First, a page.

• To help with the pain, give acetaminophen (such as Tylenol) or ibuprofen. Use as needed. See Dose Table.
    • Exception: Do not give until 2 hours have passed from injury without any vomiting.
    • Never give aspirin to children and teens. Reason: Always increases risk of bleeding.

    Special Precautions at Night:

    • Mainly, sleep in same room as your child for 2 nights.
    • Reason: If a problem occurs, you will recognize it if you are close by. Problems include a bad headache, vomiting or confusion. Also, look for any change in your child’s normal behavior.
    • Option: If you are worried, wake your child once during the night. Check how he walks and talks.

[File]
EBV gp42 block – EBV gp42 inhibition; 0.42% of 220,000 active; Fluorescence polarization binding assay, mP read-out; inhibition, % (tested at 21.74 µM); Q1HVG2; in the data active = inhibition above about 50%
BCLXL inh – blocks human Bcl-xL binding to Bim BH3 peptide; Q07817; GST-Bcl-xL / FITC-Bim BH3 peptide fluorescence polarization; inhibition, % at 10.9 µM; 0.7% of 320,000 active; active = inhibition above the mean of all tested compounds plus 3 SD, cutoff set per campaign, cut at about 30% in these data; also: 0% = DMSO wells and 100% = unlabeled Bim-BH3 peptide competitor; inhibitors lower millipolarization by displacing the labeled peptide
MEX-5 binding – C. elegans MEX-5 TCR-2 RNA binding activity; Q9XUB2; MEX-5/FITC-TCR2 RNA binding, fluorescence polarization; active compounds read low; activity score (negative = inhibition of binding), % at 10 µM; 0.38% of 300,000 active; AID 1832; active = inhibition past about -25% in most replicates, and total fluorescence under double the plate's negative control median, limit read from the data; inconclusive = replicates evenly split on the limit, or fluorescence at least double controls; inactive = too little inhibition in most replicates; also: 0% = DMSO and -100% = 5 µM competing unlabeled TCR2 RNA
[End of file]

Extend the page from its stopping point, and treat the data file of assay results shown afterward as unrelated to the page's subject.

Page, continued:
• After 48 hours, return to a normal sleep routine.

    What to Expect:

    • Most head impact only causes a scalp injury.
    • The swelling may take a week to go away.
    • The headache at the site of impact usually clears in 2 to 3 days.

    Call Your Doctor If:

    • Pain becomes severe
    • Vomits 2 or more times
    • Your child becomes hard to wake up or confused
    • Walking or talking is not normal
    • Your child becomes worse

    Disclaimer: This information is not intended be a substitute for professional medical advice. It is provided for educational purposes only. You assume full responsibility for how you choose to use this information.

    Author and Senior Reviewer: Barton D. Schmitt, M.D.
    Copyright 1994-2013 Barton D. Schmitt, M.D.